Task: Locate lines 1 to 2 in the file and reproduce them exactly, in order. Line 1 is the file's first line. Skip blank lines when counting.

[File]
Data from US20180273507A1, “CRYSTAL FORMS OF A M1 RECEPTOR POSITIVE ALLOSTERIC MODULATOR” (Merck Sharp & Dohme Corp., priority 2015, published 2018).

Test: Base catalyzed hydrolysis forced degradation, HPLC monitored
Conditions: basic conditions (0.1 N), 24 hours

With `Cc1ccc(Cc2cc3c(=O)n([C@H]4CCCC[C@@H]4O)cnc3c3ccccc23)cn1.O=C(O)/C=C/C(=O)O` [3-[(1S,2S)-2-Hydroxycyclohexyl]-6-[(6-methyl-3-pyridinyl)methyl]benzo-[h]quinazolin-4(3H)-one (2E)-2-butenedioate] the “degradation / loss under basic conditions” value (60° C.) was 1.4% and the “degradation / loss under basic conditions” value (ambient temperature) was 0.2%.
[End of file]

Data from US20180273507A1, “CRYSTAL FORMS OF A M1 RECEPTOR POSITIVE ALLOSTERIC MODULATOR” (Merck Sharp & Dohme Corp., priority 2015, published 2018).

Test: Base catalyzed hydrolysis forced degradation, HPLC monitored